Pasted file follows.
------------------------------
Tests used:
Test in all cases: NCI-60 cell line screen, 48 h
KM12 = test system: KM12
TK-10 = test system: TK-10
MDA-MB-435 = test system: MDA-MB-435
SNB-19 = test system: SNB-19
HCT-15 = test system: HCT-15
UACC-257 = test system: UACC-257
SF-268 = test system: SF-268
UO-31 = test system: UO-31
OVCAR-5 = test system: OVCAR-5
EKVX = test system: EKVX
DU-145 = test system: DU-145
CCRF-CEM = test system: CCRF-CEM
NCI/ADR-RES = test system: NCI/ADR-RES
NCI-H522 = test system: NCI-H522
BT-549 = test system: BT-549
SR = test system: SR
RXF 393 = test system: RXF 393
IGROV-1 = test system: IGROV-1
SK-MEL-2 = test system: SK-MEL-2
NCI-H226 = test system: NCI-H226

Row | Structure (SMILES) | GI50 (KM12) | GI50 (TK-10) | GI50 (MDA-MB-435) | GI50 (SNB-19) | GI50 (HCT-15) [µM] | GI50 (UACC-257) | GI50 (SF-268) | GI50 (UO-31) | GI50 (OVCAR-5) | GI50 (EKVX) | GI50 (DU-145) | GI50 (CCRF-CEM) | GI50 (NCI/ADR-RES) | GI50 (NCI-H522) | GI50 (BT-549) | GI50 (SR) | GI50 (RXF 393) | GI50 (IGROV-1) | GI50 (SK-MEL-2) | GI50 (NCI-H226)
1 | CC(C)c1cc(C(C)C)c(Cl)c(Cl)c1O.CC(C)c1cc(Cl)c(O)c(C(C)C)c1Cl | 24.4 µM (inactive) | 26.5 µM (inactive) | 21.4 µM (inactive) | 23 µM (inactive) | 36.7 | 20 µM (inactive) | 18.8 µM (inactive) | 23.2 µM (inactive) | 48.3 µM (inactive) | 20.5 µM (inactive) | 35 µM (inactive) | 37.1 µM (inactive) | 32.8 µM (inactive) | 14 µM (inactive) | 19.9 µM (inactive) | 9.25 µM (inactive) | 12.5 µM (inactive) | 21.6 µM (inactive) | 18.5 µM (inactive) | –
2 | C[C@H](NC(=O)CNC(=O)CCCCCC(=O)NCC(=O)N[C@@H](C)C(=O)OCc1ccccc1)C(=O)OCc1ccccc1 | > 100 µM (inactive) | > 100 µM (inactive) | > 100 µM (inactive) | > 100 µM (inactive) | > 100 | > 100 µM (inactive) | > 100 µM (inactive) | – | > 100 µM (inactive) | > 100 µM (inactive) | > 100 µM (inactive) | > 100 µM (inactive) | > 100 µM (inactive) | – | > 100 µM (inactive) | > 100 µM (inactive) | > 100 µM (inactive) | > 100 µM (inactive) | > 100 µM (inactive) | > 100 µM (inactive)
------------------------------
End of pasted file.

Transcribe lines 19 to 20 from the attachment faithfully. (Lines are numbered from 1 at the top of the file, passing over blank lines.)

RXF 393 = test system: RXF 393
IGROV-1 = test system: IGROV-1